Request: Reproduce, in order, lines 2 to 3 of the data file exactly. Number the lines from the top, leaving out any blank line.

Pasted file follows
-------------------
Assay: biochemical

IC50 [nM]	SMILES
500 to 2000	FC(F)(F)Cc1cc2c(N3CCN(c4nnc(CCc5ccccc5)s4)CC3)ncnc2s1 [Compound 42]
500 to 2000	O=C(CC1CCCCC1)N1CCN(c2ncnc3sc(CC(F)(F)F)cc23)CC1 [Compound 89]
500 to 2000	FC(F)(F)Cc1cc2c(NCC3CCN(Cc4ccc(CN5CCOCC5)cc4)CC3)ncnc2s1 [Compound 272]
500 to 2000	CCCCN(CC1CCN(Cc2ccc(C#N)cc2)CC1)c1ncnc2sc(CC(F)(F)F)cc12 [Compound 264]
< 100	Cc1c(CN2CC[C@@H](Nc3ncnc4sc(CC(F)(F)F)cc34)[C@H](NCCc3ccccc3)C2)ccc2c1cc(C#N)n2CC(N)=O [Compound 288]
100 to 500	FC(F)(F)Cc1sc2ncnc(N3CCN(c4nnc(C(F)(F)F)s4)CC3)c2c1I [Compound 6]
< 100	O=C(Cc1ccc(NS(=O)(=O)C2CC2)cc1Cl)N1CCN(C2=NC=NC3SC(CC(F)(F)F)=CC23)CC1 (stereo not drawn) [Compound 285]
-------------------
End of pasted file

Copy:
IC50 [nM]	SMILES
500 to 2000	FC(F)(F)Cc1cc2c(N3CCN(c4nnc(CCc5ccccc5)s4)CC3)ncnc2s1 [Compound 42]